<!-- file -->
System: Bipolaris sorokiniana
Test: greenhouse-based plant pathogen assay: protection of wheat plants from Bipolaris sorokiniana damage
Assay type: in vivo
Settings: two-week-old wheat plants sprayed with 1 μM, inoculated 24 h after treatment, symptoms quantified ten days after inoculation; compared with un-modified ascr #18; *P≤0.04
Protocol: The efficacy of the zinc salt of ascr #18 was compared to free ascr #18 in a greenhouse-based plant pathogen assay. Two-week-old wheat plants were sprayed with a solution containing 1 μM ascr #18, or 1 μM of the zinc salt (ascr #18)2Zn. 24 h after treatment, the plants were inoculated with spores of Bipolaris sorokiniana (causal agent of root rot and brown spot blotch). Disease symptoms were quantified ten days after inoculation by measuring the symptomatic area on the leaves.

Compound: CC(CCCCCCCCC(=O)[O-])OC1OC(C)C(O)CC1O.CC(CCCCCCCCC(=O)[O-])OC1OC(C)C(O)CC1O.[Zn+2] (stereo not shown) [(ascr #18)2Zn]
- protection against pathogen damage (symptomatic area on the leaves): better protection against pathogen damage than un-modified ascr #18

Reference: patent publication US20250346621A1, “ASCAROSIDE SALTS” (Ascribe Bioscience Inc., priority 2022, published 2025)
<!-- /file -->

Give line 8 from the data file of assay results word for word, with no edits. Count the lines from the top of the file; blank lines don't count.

Reference: patent publication US20250346621A1, “ASCAROSIDE SALTS” (Ascribe Bioscience Inc., priority 2022, published 2025)